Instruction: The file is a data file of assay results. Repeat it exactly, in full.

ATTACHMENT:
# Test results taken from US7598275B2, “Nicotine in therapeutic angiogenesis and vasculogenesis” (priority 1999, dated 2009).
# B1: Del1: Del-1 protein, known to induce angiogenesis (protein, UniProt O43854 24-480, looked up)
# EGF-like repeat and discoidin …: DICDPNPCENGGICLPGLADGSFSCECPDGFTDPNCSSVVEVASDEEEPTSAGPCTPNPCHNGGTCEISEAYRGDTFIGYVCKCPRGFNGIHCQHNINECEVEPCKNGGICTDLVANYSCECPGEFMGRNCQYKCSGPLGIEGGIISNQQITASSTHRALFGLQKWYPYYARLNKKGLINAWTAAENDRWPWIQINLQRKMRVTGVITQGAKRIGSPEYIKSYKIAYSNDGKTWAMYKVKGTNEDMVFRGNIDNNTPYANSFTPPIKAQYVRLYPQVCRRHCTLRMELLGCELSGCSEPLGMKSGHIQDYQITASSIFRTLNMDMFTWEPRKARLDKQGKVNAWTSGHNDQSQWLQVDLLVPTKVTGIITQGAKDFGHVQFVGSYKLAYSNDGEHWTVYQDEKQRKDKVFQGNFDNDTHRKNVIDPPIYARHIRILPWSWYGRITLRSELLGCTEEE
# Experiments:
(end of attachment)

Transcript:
# Test results taken from US7598275B2, “Nicotine in therapeutic angiogenesis and vasculogenesis” (priority 1999, dated 2009).
# B1: Del1: Del-1 protein, known to induce angiogenesis (protein, UniProt O43854 24-480, looked up)
# EGF-like repeat and discoidin …: DICDPNPCENGGICLPGLADGSFSCECPDGFTDPNCSSVVEVASDEEEPTSAGPCTPNPCHNGGTCEISEAYRGDTFIGYVCKCPRGFNGIHCQHNINECEVEPCKNGGICTDLVANYSCECPGEFMGRNCQYKCSGPLGIEGGIISNQQITASSTHRALFGLQKWYPYYARLNKKGLINAWTAAENDRWPWIQINLQRKMRVTGVITQGAKRIGSPEYIKSYKIAYSNDGKTWAMYKVKGTNEDMVFRGNIDNNTPYANSFTPPIKAQYVRLYPQVCRRHCTLRMELLGCELSGCSEPLGMKSGHIQDYQITASSIFRTLNMDMFTWEPRKARLDKQGKVNAWTSGHNDQSQWLQVDLLVPTKVTGIITQGAKDFGHVQFVGSYKLAYSNDGEHWTVYQDEKQRKDKVFQGNFDNDTHRKNVIDPPIYARHIRILPWSWYGRITLRSELLGCTEEE
# Experiments: